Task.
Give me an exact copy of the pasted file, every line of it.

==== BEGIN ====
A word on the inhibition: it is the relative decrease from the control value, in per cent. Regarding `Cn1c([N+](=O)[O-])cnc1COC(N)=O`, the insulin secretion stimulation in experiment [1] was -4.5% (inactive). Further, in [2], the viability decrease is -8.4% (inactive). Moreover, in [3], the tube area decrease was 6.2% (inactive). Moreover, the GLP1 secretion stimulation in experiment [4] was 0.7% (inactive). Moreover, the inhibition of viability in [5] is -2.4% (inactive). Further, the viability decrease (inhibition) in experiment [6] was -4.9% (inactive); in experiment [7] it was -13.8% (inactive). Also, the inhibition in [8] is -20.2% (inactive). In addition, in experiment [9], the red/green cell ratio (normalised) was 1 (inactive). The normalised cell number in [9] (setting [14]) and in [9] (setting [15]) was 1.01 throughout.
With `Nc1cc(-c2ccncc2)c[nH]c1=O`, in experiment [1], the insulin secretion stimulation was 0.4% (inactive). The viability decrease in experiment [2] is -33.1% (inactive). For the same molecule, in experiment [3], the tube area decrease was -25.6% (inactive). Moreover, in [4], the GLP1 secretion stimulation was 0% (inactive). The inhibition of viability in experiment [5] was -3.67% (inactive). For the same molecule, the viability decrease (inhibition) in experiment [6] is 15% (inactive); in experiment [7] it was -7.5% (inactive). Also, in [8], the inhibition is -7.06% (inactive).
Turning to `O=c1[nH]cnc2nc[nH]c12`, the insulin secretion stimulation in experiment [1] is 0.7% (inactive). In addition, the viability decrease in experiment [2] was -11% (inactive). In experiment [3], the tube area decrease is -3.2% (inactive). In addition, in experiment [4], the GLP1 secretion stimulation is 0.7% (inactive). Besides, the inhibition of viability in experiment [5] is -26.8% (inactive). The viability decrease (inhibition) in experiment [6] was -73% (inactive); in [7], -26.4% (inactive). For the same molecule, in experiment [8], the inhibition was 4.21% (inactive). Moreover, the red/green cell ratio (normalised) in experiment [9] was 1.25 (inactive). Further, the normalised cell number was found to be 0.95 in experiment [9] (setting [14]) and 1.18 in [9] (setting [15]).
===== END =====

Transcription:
A word on the inhibition: it is the relative decrease from the control value, in per cent. Regarding `Cn1c([N+](=O)[O-])cnc1COC(N)=O`, the insulin secretion stimulation in experiment [1] was -4.5% (inactive). Further, in [2], the viability decrease is -8.4% (inactive). Moreover, in [3], the tube area decrease was 6.2% (inactive). Moreover, the GLP1 secretion stimulation in experiment [4] was 0.7% (inactive). Moreover, the inhibition of viability in [5] is -2.4% (inactive). Further, the viability decrease (inhibition) in experiment [6] was -4.9% (inactive); in experiment [7] it was -13.8% (inactive). Also, the inhibition in [8] is -20.2% (inactive). In addition, in experiment [9], the red/green cell ratio (normalised) was 1 (inactive). The normalised cell number in [9] (setting [14]) and in [9] (setting [15]) was 1.01 throughout.
With `Nc1cc(-c2ccncc2)c[nH]c1=O`, in experiment [1], the insulin secretion stimulation was 0.4% (inactive). The viability decrease in experiment [2] is -33.1% (inactive). For the same molecule, in experiment [3], the tube area decrease was -25.6% (inactive). Moreover, in [4], the GLP1 secretion stimulation was 0% (inactive). The inhibition of viability in experiment [5] was -3.67% (inactive). For the same molecule, the viability decrease (inhibition) in experiment [6] is 15% (inactive); in experiment [7] it was -7.5% (inactive). Also, in [8], the inhibition is -7.06% (inactive).
Turning to `O=c1[nH]cnc2nc[nH]c12`, the insulin secretion stimulation in experiment [1] is 0.7% (inactive). In addition, the viability decrease in experiment [2] was -11% (inactive). In experiment [3], the tube area decrease is -3.2% (inactive). In addition, in experiment [4], the GLP1 secretion stimulation is 0.7% (inactive). Besides, the inhibition of viability in experiment [5] is -26.8% (inactive). The viability decrease (inhibition) in experiment [6] was -73% (inactive); in [7], -26.4% (inactive). For the same molecule, in experiment [8], the inhibition was 4.21% (inactive). Moreover, the red/green cell ratio (normalised) in experiment [9] was 1.25 (inactive). Further, the normalised cell number was found to be 0.95 in experiment [9] (setting [14]) and 1.18 in [9] (setting [15]).